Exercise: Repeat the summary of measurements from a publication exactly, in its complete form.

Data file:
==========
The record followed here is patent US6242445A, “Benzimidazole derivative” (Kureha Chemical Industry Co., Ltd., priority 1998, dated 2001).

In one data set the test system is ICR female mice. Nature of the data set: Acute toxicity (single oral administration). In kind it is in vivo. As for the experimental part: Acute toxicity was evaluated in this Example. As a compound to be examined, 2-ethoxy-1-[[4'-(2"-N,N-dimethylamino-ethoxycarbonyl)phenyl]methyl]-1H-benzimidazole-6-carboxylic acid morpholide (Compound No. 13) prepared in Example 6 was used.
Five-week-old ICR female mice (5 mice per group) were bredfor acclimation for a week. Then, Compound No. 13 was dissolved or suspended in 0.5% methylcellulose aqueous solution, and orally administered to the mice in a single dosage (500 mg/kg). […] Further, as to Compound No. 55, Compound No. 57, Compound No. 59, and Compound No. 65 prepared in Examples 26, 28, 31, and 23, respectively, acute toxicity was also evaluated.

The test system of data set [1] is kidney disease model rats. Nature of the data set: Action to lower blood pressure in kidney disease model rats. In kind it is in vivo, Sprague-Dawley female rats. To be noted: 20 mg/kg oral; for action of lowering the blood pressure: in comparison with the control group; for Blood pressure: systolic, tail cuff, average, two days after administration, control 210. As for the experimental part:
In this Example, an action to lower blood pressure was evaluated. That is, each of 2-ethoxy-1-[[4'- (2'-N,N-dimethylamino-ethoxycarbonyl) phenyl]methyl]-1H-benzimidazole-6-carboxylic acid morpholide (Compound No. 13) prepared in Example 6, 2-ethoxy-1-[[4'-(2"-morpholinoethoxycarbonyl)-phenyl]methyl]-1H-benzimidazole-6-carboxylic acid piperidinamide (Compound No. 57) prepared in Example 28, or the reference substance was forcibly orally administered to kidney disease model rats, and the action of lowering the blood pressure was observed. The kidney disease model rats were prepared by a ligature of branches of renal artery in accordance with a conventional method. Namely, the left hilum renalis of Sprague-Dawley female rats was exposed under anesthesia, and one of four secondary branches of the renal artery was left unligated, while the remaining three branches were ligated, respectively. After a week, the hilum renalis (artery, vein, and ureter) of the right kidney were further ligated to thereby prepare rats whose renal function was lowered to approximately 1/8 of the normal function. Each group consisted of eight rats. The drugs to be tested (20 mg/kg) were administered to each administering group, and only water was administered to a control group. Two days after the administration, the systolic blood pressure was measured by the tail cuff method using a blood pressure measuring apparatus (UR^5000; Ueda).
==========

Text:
The record followed here is patent US6242445A, “Benzimidazole derivative” (Kureha Chemical Industry Co., Ltd., priority 1998, dated 2001).

In one data set the test system is ICR female mice. Nature of the data set: Acute toxicity (single oral administration). In kind it is in vivo. As for the experimental part: Acute toxicity was evaluated in this Example. As a compound to be examined, 2-ethoxy-1-[[4'-(2"-N,N-dimethylamino-ethoxycarbonyl)phenyl]methyl]-1H-benzimidazole-6-carboxylic acid morpholide (Compound No. 13) prepared in Example 6 was used.
Five-week-old ICR female mice (5 mice per group) were bredfor acclimation for a week. Then, Compound No. 13 was dissolved or suspended in 0.5% methylcellulose aqueous solution, and orally administered to the mice in a single dosage (500 mg/kg). […] Further, as to Compound No. 55, Compound No. 57, Compound No. 59, and Compound No. 65 prepared in Examples 26, 28, 31, and 23, respectively, acute toxicity was also evaluated.

The test system of data set [1] is kidney disease model rats. Nature of the data set: Action to lower blood pressure in kidney disease model rats. In kind it is in vivo, Sprague-Dawley female rats. To be noted: 20 mg/kg oral; for action of lowering the blood pressure: in comparison with the control group; for Blood pressure: systolic, tail cuff, average, two days after administration, control 210. As for the experimental part:
In this Example, an action to lower blood pressure was evaluated. That is, each of 2-ethoxy-1-[[4'- (2'-N,N-dimethylamino-ethoxycarbonyl) phenyl]methyl]-1H-benzimidazole-6-carboxylic acid morpholide (Compound No. 13) prepared in Example 6, 2-ethoxy-1-[[4'-(2"-morpholinoethoxycarbonyl)-phenyl]methyl]-1H-benzimidazole-6-carboxylic acid piperidinamide (Compound No. 57) prepared in Example 28, or the reference substance was forcibly orally administered to kidney disease model rats, and the action of lowering the blood pressure was observed. The kidney disease model rats were prepared by a ligature of branches of renal artery in accordance with a conventional method. Namely, the left hilum renalis of Sprague-Dawley female rats was exposed under anesthesia, and one of four secondary branches of the renal artery was left unligated, while the remaining three branches were ligated, respectively. After a week, the hilum renalis (artery, vein, and ureter) of the right kidney were further ligated to thereby prepare rats whose renal function was lowered to approximately 1/8 of the normal function. Each group consisted of eight rats. The drugs to be tested (20 mg/kg) were administered to each administering group, and only water was administered to a control group. Two days after the administration, the systolic blood pressure was measured by the tail cuff method using a blood pressure measuring apparatus (UR^5000; Ueda).